Looking at the numbers, it would seem that currently, experience is a far more important denominator than level of education in determining one's annual wage.
Consistent with the 2009 survey was the fact that only 10 percent of respondents were males on the OT side, and only 8 percent of OTAs were male. On average, male OTs make about $8,000 more annually than their female counterparts. The discrepancy is far less pronounced on the OTA side ($53,991 for males compared to $50,585 for females) but with only 33 male OTAs reporting, it would be presumptuous to draw any conclusions.
Almost 49 percent of OTs reported working in suburban environments, with another 32 percent in urban settings and 19 percent in rural locations-but demographics did not prove significant in terms of average salaries.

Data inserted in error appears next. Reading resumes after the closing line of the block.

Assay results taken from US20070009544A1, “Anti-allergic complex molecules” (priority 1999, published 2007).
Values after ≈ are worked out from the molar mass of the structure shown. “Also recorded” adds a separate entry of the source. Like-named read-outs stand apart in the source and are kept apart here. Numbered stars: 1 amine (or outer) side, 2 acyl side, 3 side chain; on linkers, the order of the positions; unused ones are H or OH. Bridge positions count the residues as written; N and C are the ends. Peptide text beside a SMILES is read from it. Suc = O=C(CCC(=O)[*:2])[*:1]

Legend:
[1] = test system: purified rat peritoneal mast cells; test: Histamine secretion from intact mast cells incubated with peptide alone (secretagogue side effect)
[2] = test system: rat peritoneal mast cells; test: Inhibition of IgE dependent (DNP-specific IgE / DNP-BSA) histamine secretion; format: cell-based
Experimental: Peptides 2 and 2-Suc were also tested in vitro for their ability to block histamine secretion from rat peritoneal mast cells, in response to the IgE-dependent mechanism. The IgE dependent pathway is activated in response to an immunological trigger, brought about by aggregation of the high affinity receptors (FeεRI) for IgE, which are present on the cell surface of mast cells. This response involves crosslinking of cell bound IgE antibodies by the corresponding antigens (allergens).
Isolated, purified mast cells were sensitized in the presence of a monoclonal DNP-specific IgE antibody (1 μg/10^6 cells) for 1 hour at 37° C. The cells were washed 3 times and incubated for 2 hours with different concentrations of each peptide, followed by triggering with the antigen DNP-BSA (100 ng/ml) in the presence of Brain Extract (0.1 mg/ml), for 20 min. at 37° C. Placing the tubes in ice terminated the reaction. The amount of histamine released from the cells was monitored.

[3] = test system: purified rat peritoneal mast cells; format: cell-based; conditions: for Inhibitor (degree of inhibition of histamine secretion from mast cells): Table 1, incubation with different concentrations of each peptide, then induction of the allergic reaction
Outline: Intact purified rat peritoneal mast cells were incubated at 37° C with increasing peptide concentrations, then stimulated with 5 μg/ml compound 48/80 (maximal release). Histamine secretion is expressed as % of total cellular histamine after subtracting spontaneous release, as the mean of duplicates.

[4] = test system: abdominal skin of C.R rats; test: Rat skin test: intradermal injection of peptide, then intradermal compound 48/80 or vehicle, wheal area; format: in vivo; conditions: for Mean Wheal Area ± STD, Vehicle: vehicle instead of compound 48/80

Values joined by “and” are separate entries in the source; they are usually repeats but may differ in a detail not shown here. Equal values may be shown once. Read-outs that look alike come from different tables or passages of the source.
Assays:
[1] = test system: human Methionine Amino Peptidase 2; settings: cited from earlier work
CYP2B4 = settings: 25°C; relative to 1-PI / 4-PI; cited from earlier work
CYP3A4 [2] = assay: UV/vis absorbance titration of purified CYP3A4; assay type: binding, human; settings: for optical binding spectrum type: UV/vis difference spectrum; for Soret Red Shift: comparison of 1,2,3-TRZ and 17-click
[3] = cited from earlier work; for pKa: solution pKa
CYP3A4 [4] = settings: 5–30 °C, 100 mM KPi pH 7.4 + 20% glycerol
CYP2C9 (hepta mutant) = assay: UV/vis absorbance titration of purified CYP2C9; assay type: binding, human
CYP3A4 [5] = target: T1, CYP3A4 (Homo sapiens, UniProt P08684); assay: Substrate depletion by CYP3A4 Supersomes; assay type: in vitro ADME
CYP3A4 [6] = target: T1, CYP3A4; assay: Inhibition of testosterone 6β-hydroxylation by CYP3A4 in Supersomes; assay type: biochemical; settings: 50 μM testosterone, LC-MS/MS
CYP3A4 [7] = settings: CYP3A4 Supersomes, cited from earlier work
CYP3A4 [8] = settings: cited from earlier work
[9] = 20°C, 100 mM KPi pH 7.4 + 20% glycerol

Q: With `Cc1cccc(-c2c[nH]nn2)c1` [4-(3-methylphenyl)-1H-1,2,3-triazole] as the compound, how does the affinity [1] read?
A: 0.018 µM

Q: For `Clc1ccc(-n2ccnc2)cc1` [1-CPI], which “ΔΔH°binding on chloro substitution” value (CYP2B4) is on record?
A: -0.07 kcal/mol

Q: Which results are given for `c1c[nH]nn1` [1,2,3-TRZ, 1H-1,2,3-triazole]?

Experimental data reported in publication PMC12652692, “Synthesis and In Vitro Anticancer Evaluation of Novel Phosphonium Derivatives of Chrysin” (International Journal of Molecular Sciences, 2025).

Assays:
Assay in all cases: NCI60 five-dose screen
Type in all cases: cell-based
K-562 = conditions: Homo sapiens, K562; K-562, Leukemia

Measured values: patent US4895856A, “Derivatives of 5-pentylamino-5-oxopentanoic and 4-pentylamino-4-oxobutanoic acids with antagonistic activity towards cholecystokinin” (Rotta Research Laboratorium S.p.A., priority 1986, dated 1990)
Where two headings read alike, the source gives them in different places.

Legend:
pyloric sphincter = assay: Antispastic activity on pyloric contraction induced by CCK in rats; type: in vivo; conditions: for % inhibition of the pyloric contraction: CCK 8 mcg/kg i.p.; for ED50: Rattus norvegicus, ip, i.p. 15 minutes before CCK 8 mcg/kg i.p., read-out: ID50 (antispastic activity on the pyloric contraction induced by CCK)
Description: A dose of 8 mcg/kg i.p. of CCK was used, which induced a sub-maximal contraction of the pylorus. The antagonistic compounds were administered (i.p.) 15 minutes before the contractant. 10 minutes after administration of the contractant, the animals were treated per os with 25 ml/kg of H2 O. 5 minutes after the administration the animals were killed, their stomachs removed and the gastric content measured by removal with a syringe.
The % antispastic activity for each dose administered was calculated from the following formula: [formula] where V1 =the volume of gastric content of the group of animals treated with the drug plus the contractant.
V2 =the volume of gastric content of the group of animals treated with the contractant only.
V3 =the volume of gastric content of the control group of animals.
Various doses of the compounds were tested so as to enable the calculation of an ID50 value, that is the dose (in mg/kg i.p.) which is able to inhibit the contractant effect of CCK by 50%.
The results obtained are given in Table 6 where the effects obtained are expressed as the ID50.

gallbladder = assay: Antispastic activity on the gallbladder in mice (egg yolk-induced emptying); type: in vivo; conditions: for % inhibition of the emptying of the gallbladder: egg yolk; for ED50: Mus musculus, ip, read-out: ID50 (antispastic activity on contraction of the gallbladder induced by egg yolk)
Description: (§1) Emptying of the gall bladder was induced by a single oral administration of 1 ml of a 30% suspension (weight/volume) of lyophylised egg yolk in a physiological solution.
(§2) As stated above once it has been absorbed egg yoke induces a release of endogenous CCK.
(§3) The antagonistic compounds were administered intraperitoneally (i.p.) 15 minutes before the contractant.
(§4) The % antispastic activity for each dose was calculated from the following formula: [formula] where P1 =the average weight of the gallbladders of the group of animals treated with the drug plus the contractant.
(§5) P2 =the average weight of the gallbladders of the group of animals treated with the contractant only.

Caucasians returned 84 percent of total responses, with Asian-Americans, African-Americans and Hispanics returning between 4-5 percent each. Fifty-five people, almost 2 percent, chose not to indicate ethnicity on the survey. It is encouraging to report that, at least in our survey, ethnicity plays no significant factor in terms of average salary.
ADVANCE thanks the 3,351 occupational therapy professionals who responded to our Salary Survey in the final months of 2011. Check in throughout the coming weeks and months on our website www.advanceweb.com/OT for more in-depth results.
Rob Senior is an ADVANCE managing editor.